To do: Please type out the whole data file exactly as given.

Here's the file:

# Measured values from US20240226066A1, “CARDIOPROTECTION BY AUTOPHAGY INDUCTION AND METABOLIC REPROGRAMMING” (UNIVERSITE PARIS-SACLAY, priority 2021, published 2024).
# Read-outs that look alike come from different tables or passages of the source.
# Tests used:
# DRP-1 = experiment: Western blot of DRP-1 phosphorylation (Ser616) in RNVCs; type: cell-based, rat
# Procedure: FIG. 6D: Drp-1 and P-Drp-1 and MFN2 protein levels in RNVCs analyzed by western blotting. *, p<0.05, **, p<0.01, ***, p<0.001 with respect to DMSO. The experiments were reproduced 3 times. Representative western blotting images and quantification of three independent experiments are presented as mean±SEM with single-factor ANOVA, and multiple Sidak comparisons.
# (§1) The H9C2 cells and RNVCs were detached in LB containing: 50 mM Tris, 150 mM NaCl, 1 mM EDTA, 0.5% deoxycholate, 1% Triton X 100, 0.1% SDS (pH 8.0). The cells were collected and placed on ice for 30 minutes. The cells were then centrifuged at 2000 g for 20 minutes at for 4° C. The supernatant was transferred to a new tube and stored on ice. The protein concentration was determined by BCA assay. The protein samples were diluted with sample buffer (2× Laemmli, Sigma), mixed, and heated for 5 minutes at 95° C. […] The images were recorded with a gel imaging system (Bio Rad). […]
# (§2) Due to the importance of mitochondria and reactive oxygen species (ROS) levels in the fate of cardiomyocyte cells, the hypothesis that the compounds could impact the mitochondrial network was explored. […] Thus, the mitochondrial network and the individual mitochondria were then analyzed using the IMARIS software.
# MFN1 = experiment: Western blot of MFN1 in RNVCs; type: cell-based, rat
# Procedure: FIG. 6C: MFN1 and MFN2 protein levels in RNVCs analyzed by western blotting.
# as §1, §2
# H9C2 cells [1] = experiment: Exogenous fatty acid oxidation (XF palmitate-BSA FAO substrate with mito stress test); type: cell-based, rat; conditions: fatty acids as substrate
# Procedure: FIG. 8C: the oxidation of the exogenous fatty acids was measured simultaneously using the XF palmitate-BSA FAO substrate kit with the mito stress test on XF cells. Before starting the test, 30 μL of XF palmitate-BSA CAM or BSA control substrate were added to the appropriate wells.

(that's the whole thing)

# Measured values from US20240226066A1, “CARDIOPROTECTION BY AUTOPHAGY INDUCTION AND METABOLIC REPROGRAMMING” (UNIVERSITE PARIS-SACLAY, priority 2021, published 2024).
# Read-outs that look alike come from different tables or passages of the source.
# Tests used:
# DRP-1 = experiment: Western blot of DRP-1 phosphorylation (Ser616) in RNVCs; type: cell-based, rat
# Procedure: FIG. 6D: Drp-1 and P-Drp-1 and MFN2 protein levels in RNVCs analyzed by western blotting. *, p<0.05, **, p<0.01, ***, p<0.001 with respect to DMSO. The experiments were reproduced 3 times. Representative western blotting images and quantification of three independent experiments are presented as mean±SEM with single-factor ANOVA, and multiple Sidak comparisons.
# (§1) The H9C2 cells and RNVCs were detached in LB containing: 50 mM Tris, 150 mM NaCl, 1 mM EDTA, 0.5% deoxycholate, 1% Triton X 100, 0.1% SDS (pH 8.0). The cells were collected and placed on ice for 30 minutes. The cells were then centrifuged at 2000 g for 20 minutes at for 4° C. The supernatant was transferred to a new tube and stored on ice. The protein concentration was determined by BCA assay. The protein samples were diluted with sample buffer (2× Laemmli, Sigma), mixed, and heated for 5 minutes at 95° C. […] The images were recorded with a gel imaging system (Bio Rad). […]
# (§2) Due to the importance of mitochondria and reactive oxygen species (ROS) levels in the fate of cardiomyocyte cells, the hypothesis that the compounds could impact the mitochondrial network was explored. […] Thus, the mitochondrial network and the individual mitochondria were then analyzed using the IMARIS software.
# MFN1 = experiment: Western blot of MFN1 in RNVCs; type: cell-based, rat
# Procedure: FIG. 6C: MFN1 and MFN2 protein levels in RNVCs analyzed by western blotting.
# as §1, §2
# H9C2 cells [1] = experiment: Exogenous fatty acid oxidation (XF palmitate-BSA FAO substrate with mito stress test); type: cell-based, rat; conditions: fatty acids as substrate
# Procedure: FIG. 8C: the oxidation of the exogenous fatty acids was measured simultaneously using the XF palmitate-BSA FAO substrate kit with the mito stress test on XF cells. Before starting the test, 30 μL of XF palmitate-BSA CAM or BSA control substrate were added to the appropriate wells.